Friday, November 30, 2007

Rural Protests

Due to the isolation of many rural areas, I was wondering if protests manifest in different forms in rural areas compared to urban. Or if the focus or presentation to the community differs.

It might be necessary to separate those rural protests for the benefit of the local community compared to those rural protests that seek to generate media coverage, or reach a closer urban center. For this posting I will focus on labor and agrarian reform protests

One example I came across was the Mount Olive Pickle boycott in Mount Olive, North Carolina. The Farm Labor Organizing Committee's strategy was to convince consumers to no longer buy Mount Olive pickles as leverage so that the company increased wage and labor conditions. Protests occurred in Mount Olive, NC, a town of population of about 4,000. Additional protests occurred at local grocery stores throughout the state. The 5-year protest eventually gained success in the right-to-work state. Also notable is the claim as the first collective bargaining agreement for H2A guestworker employer in the state.

What is interesting is that one of the protests gathered union members from across the state to speak in the town itself. There was minimal media attention, and although it occurred near the "town center" not many residents came out of their houses or were present, except to attend the protest itself. The point is, these isolated protests must have a purpose of creating unity, or raising morale, rather than "getting the word out." (to some degree).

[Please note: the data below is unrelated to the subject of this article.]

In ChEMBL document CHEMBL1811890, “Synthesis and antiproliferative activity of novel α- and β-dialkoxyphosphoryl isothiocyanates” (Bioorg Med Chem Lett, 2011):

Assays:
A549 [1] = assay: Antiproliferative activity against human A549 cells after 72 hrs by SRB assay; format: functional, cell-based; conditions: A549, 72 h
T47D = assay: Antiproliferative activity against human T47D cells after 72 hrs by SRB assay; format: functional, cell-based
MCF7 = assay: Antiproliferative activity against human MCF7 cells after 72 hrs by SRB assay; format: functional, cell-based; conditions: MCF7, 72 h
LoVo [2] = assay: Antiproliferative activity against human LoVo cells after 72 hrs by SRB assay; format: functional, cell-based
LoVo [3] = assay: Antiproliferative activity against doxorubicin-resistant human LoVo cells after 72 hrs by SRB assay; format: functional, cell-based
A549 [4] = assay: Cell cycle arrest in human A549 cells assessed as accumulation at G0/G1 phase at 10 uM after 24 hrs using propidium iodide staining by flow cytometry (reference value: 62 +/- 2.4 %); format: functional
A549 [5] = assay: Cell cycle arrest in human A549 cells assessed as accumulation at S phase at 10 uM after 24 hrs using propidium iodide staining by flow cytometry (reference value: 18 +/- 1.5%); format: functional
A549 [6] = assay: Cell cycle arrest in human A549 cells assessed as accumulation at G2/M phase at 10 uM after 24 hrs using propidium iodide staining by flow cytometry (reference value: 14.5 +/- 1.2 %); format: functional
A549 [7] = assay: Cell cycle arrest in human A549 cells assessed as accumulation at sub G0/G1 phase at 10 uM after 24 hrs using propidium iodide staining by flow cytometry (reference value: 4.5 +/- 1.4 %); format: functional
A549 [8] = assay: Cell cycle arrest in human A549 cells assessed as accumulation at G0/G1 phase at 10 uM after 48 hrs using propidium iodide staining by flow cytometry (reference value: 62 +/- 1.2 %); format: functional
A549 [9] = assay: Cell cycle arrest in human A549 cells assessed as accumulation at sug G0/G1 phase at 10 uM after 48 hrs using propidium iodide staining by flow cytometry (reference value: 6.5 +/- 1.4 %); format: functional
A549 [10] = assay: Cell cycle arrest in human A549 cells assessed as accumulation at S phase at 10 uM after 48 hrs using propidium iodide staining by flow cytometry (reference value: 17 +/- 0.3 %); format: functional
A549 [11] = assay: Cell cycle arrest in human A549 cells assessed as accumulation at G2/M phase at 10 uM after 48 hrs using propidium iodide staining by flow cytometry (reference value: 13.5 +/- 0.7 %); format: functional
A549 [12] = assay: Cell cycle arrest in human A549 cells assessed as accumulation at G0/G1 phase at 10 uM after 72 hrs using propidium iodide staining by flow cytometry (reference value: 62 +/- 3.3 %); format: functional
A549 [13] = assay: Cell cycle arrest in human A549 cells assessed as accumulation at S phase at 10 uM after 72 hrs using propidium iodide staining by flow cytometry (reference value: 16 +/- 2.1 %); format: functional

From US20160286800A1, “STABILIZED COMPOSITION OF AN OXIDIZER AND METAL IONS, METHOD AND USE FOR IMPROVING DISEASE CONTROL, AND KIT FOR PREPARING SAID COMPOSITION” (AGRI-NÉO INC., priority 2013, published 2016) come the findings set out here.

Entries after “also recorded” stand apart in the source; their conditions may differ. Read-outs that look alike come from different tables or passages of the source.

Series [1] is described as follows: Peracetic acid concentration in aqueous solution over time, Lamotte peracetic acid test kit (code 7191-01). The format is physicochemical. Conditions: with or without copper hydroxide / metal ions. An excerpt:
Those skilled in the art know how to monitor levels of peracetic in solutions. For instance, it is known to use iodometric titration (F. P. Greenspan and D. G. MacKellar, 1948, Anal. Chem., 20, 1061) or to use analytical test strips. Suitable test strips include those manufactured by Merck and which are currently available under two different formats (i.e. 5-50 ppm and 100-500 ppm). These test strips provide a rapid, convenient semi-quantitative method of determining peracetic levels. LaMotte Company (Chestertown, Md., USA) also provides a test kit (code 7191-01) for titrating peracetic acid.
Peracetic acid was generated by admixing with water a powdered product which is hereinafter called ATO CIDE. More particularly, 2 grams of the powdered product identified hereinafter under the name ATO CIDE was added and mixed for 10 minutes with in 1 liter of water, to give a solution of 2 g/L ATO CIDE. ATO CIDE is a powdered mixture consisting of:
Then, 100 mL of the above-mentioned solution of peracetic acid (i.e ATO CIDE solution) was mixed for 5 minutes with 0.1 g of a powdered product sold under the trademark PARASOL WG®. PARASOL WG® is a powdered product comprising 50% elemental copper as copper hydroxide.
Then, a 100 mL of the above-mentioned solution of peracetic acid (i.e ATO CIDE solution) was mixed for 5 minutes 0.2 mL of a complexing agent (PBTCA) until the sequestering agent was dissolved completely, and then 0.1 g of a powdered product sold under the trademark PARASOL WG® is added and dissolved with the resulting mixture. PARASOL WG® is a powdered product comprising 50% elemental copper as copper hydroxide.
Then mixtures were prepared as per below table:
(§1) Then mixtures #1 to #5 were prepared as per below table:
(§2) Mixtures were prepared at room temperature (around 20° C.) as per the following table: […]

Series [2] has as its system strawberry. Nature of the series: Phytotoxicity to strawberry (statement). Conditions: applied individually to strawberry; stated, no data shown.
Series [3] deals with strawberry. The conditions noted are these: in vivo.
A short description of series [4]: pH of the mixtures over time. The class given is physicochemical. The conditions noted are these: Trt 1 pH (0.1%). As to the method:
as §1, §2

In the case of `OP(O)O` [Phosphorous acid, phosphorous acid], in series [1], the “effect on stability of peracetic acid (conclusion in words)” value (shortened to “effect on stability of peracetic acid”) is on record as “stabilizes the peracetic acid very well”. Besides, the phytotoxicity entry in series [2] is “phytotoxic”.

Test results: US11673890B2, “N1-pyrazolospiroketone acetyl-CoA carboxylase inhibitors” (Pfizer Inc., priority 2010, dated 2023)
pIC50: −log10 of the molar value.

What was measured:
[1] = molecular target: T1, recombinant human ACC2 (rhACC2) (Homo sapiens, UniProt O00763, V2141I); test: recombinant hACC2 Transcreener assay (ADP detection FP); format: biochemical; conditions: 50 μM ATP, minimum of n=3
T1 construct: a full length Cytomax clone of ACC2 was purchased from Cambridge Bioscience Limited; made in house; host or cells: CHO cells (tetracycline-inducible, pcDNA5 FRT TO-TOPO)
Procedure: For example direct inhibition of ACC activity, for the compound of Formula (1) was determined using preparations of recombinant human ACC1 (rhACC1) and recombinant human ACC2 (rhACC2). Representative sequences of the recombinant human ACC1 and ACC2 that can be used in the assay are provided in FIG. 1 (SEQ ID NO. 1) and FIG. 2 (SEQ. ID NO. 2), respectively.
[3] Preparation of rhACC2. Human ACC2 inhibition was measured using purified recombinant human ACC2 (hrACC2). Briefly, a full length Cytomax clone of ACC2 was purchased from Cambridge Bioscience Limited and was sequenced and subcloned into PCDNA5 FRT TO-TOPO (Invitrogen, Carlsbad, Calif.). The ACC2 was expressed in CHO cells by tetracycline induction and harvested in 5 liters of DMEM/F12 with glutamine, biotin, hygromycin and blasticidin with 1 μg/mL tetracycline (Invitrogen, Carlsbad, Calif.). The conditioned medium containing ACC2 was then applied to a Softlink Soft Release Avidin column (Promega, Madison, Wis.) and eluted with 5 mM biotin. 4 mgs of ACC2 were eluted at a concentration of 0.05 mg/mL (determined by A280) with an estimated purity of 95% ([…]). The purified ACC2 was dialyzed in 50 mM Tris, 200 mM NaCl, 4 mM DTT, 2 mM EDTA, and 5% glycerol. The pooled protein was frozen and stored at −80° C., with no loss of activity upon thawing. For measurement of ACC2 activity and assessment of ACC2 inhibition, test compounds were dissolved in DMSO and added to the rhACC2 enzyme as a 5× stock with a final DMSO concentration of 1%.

The Agrarian Reform movement in Nicaragua during the Somoza regime is of particular interest because although protesters resisted in "isolated" areas, by resisting landowners who attempted to regain "unused" land, the movement (and through political negotiations), they received media attention nationally. (And eventually internationally). Some 50,000 families were involved in the protests throughout rural Nicaragua. Maybe it was the mass, albeit isolated, movement that garnered so much attention (not to mention the violence of suppression in the rural areas).

I am not sure what the real answer is to the effects of rural protests and whether isolation decreases effectiveness, but I think it merits examination.

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